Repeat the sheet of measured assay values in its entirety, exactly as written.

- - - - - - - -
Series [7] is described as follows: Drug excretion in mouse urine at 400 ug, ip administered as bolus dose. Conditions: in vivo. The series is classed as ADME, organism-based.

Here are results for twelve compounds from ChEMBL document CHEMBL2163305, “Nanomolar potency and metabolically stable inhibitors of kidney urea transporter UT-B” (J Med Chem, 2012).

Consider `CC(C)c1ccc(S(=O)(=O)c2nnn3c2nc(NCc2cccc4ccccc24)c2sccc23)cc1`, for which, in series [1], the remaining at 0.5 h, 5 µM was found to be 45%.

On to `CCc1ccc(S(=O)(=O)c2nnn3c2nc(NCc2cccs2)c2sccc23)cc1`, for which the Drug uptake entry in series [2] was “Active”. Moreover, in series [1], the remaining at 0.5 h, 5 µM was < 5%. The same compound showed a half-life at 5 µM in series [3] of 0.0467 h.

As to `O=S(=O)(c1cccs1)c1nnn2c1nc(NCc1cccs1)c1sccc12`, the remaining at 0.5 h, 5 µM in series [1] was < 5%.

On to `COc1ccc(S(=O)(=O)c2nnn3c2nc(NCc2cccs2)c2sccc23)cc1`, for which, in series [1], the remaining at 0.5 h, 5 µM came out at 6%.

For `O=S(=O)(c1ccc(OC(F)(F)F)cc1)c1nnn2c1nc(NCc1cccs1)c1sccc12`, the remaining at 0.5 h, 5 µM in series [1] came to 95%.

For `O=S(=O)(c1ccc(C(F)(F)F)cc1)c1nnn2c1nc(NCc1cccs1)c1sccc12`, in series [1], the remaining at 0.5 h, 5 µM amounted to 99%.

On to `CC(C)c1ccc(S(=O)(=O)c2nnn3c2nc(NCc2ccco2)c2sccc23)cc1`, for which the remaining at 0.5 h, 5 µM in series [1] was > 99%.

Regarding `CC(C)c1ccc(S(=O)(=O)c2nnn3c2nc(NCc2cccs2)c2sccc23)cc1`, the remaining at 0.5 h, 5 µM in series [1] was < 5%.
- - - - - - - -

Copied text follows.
Series [7] is described as follows: Drug excretion in mouse urine at 400 ug, ip administered as bolus dose. Conditions: in vivo. The series is classed as ADME, organism-based.

Here are results for twelve compounds from ChEMBL document CHEMBL2163305, “Nanomolar potency and metabolically stable inhibitors of kidney urea transporter UT-B” (J Med Chem, 2012).

Consider `CC(C)c1ccc(S(=O)(=O)c2nnn3c2nc(NCc2cccc4ccccc24)c2sccc23)cc1`, for which, in series [1], the remaining at 0.5 h, 5 µM was found to be 45%.

On to `CCc1ccc(S(=O)(=O)c2nnn3c2nc(NCc2cccs2)c2sccc23)cc1`, for which the Drug uptake entry in series [2] was “Active”. Moreover, in series [1], the remaining at 0.5 h, 5 µM was < 5%. The same compound showed a half-life at 5 µM in series [3] of 0.0467 h.

As to `O=S(=O)(c1cccs1)c1nnn2c1nc(NCc1cccs1)c1sccc12`, the remaining at 0.5 h, 5 µM in series [1] was < 5%.

On to `COc1ccc(S(=O)(=O)c2nnn3c2nc(NCc2cccs2)c2sccc23)cc1`, for which, in series [1], the remaining at 0.5 h, 5 µM came out at 6%.

For `O=S(=O)(c1ccc(OC(F)(F)F)cc1)c1nnn2c1nc(NCc1cccs1)c1sccc12`, the remaining at 0.5 h, 5 µM in series [1] came to 95%.

For `O=S(=O)(c1ccc(C(F)(F)F)cc1)c1nnn2c1nc(NCc1cccs1)c1sccc12`, in series [1], the remaining at 0.5 h, 5 µM amounted to 99%.

On to `CC(C)c1ccc(S(=O)(=O)c2nnn3c2nc(NCc2ccco2)c2sccc23)cc1`, for which the remaining at 0.5 h, 5 µM in series [1] was > 99%.

Regarding `CC(C)c1ccc(S(=O)(=O)c2nnn3c2nc(NCc2cccs2)c2sccc23)cc1`, the remaining at 0.5 h, 5 µM in series [1] was < 5%.